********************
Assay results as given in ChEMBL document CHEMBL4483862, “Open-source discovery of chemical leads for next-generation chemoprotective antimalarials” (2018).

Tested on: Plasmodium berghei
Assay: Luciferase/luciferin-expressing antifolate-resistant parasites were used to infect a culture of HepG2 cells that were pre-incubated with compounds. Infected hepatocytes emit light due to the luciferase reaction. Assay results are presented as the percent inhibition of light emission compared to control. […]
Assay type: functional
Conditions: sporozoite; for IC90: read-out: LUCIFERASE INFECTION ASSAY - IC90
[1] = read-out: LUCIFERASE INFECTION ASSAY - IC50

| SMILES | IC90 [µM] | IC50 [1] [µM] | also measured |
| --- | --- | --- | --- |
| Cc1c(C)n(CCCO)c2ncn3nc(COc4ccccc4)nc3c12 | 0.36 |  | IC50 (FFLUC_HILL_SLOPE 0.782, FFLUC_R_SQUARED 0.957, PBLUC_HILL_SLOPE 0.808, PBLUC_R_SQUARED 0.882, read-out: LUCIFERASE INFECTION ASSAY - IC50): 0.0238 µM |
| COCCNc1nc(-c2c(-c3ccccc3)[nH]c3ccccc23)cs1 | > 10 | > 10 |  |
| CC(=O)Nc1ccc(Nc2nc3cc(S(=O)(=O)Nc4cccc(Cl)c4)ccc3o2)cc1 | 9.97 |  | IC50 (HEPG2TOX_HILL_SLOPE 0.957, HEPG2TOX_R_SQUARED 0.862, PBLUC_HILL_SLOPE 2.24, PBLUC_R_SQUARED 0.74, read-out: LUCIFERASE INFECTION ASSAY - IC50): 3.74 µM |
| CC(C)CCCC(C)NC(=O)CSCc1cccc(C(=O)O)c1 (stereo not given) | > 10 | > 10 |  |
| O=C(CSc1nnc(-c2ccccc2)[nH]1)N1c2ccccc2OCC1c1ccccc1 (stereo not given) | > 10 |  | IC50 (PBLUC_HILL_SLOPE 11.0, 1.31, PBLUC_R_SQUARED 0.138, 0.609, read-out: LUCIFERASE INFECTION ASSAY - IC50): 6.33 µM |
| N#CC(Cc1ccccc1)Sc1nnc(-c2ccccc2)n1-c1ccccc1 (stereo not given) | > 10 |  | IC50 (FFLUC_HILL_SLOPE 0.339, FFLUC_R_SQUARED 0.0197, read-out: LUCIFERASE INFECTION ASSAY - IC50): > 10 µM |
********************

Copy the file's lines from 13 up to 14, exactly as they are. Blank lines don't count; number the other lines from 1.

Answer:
| O=C(CSc1nnc(-c2ccccc2)[nH]1)N1c2ccccc2OCC1c1ccccc1 (stereo not given) | > 10 |  | IC50 (PBLUC_HILL_SLOPE 11.0, 1.31, PBLUC_R_SQUARED 0.138, 0.609, read-out: LUCIFERASE INFECTION ASSAY - IC50): 6.33 µM |
| N#CC(Cc1ccccc1)Sc1nnc(-c2ccccc2)n1-c1ccccc1 (stereo not given) | > 10 |  | IC50 (FFLUC_HILL_SLOPE 0.339, FFLUC_R_SQUARED 0.0197, read-out: LUCIFERASE INFECTION ASSAY - IC50): > 10 µM |